|Ephrem - Theologian and Composer|
Known as the Harp of the Spirit, Ephrem was perhaps the most creative voice of the Syriac culture and church and one of the most influential theologians of early Christianity.
He was born in 306 c.e., just south of the holy region of Syriac monks and spirituality in Mesopotamia. Formed into a mature Christian by the mentor and holy man Jacob, Ephrem became proficient enough to join his teacher in the same school of Nisibis.
Julian the Apostate ignominiously lost his war with the Persian Sassanid Empire, so the Romans were forced to withdraw from Nisibis in 363. The Christians associated with Ephrem also retreated to the eastern frontier city of Edessa. There Ephrem served his people in two primary ways.
First, he threw himself into the distribution of food and alms among the refugees of the retreat. For all of his impact on the church the only office he held was deacon. He had no desire to be a priest, and he avoided the popular call to be a bishop by feigning madness.
His personality aided him in his quest to steer clear of the hierarchy, for he had an irascible personality that only personal sanctity could control. Second, he produced a corpus of hymns, homilies, poems, and commentaries that scholars marvel at today. His genius lay in combining his hymnology with a unique method of interpreting the Bible and spiritual mysteries.
On one hand he accepts the plain sense of scripture (this is called the Antiochene method of interpreting the Bible); but on the other hand he relies on allegory and poetic license when logic and historical circumstances do not offer a relevant application (this is called the Alexandrian method).
His hybrid thinking represents the Syriac Church penchant for dealing with the forces of Gnosticism, and early Judaism. The central event of history and nature is the Christ event: the incarnation of the divine in the life of Jesus (Christ) of Nazareth.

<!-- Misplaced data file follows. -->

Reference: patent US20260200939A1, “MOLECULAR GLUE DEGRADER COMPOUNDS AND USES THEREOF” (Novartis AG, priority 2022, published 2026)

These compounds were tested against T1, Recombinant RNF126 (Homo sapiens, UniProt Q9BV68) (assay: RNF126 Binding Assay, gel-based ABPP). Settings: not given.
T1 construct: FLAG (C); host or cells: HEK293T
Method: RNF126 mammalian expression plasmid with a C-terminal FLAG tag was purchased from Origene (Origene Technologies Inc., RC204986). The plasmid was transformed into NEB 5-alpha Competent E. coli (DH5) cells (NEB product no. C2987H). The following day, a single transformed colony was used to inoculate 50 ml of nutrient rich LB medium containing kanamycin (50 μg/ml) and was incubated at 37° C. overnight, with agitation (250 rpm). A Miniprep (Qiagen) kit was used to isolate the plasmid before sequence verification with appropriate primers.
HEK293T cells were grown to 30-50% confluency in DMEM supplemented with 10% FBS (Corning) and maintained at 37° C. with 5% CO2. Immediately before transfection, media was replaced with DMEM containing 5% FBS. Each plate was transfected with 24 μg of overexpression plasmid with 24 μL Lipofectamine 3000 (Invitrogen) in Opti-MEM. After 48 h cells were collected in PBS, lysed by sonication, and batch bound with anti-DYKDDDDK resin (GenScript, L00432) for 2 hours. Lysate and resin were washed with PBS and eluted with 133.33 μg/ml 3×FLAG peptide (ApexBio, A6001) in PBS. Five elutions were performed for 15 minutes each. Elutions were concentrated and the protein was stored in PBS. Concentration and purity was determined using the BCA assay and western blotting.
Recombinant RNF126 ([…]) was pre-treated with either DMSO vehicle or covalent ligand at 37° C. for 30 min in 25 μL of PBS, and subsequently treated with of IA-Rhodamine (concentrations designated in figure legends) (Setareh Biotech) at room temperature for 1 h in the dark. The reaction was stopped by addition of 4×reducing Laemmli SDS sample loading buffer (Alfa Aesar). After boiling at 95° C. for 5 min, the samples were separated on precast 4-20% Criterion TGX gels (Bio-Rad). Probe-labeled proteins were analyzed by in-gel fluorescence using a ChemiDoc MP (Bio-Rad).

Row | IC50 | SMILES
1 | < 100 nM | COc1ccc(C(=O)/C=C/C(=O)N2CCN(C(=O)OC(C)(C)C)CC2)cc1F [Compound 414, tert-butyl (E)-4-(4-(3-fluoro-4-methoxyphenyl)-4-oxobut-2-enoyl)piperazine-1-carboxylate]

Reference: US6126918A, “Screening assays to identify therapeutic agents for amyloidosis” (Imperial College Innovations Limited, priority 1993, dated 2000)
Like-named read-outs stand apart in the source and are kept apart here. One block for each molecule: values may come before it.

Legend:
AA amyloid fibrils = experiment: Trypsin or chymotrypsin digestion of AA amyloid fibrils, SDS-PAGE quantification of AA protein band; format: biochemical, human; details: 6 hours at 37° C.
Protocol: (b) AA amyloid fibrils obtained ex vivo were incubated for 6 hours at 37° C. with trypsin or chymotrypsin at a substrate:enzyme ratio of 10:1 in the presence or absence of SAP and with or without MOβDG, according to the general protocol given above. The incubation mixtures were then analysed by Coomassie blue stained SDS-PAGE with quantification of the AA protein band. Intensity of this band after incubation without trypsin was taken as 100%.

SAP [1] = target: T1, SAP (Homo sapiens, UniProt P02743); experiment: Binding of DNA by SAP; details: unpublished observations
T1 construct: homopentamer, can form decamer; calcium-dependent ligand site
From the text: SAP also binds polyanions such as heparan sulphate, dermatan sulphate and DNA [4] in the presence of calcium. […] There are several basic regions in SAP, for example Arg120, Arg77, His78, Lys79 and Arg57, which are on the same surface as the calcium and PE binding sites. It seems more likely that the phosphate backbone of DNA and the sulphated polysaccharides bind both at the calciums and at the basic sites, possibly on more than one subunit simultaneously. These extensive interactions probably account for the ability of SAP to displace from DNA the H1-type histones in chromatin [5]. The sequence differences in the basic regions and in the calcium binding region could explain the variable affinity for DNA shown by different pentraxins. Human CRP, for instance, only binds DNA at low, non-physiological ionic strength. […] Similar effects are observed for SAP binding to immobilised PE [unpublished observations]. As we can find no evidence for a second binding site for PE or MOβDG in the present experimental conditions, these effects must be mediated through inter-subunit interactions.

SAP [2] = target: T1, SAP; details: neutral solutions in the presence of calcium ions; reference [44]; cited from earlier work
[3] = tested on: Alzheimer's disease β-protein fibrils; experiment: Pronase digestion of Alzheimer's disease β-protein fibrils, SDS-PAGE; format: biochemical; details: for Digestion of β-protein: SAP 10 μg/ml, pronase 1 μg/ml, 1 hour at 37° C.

Ephrem finds symbols of this mystery in history and nature, and even the Bible speaks in a typological way about this event. He has no hesitation about borrowing a vocabulary and hymnology that the Syriac church encountered in the Mesopotamian world of the heterodox currents and Jewish influences.
While his method was unique, his own doctrine was orthodox. His hymns and elevated speech show him to be steadfast in opposing Arianism, Marcionism, Manichaeanism, and other Christian Dualisms.
His images stand in support of such ideas as the Last Judgment, purgatory, original sin, free will and its reliance on grace, the primacy of Peter, the intercession of the saints, the real presence of Jesus in the bread of communion, the sacraments, and the Trinity.
All these doctrines are in the crucible of theological development, so Ephrem’s genius is valuable and ahead of his time. He had a special devotion to the mother of Jesus and foreshadowed the concept of her Immaculate Conception.
His compositions are in Syriac, and many were immediately translated into Greek. People so loved his metaphors and analogies that they used them in their own languages and liturgies; thus, some works exist only in their Latin or Armenian forms. A complete inventory of his compositions has yet to be accomplished. Ephrem died in the epidemic of 373, taking care of Edessa’s refugees.